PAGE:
Then, the parallel connection of the tag-use antenna and LSI chip makes the inductance La and capacitance Cc resonate, and they match at a desired resonance frequency f0 as is apparent from an expression “f0=1/(2π√(LC))”, resulting in a reception power at the tag-use antenna being adequately supplied to the LSI chip side.

That is, letting an emission resistance Ra of the tag-use antenna be 400 ohms for example, a resistance Rc of the LSI chip be 500 ohms, for example, a configuration be so as to cancel out resistance of both, and assuming L=La=20 nano Henry (abbreviated as “nH” hereinafter) and C=Cc=1.4 pF in the above noted expression of the resonance frequency, then a desired resonance frequency of f0=953 MHz required for an RFID system is obtained.

For a basic antenna used for a tag-use antenna, first conceivable is a dipole antenna of a whole length of about 145 mm which is constituted by dipole parts 2 extending horizontally in both direction of the feed part 1 shown by FIG. 1A.

In this configuration, the feed part 1 connected to the dipole parts 2 extracts a power from a signal received at the dipole parts 2 and feed the power to the LSI chip equipped on the feed part 1 and also transfers the signal per se to the LSI chip. The configuration of the dipole antenna actually measures an emission resistance Ra=72 ohms.

Incidentally, impedance of an LSI chip of the above noted resistance Rc=500 ohms and capacitance Cc=1.4 pF is indicated at a position diagonally on the right below in the direction of about “−40 degrees” of an ωC zone in the admittance chart (FIG. 3 shows the position simply by a circular plot pointed as “chip”).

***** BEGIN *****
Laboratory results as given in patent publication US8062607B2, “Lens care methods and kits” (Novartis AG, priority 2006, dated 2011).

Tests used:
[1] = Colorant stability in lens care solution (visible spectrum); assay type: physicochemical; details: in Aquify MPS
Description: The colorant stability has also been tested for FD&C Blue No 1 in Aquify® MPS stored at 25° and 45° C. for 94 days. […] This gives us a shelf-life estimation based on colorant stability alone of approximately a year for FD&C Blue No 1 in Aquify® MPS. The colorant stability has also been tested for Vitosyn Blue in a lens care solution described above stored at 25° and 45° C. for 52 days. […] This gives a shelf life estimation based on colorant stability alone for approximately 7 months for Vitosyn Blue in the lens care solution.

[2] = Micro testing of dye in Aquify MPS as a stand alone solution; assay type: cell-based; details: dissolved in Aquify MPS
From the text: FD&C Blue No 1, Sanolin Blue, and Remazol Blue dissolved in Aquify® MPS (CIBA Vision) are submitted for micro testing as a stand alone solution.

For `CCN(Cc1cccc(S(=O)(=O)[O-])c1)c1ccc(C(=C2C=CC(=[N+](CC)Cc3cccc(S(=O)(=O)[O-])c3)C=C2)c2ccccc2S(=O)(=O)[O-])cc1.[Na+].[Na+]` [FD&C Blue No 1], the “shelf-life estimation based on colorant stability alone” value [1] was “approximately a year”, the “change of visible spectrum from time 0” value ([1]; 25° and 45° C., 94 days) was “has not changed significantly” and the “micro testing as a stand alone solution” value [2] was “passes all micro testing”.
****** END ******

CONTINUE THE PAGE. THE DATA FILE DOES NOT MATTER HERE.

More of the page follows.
In this case, an optimum position, in the admittance chart, of the dipole antenna resonating with the above described LSI chip is a position of the LSI chip symmetrically reversed relative to the pure resistance line of the admittance chart, and FIG. 3 shows the position diagonally on the right above in the direction of about “+40 degrees” of an ωL zone.

This position is one for an impedance with an emission resistance Ra=500 ohms and an inductance La=20 nH (FIG. 3 shows the position by a circular plot indicating “the most optimum position”).

As such, an emission resistance Ra required for an RFID tag-use antenna corresponding to an LSI chip of resistance Rc=500 ohms and capacitance Cc=1.4 pF is very high, i.e., about 500 ohms, and therefore the emission resistance Ra=72 ohms of the dipole antenna shown by FIG. 1A is far too small.

It is accordingly necessary to increase an emission resistance Ra up to about 500 ohms by devising a configuration of the dipole antenna. Then devised is a folded dipole antenna having a folded dipole part 3 of a whole length of 145 mm folding back from the both ends of FIG. 1A, as shown by FIG. 1B.

This configuration makes it possible to increase an emission resistance Ra. This configuration is known to allow setting of emission resistance in the range of about 300 to 1500 ohms, depending on a wire width of the folded part.

FIG. 3 shows an impedance position of a folded dipole with an emission resistance Ra being 400 ohms indicated by a triangle on the pure resistance line.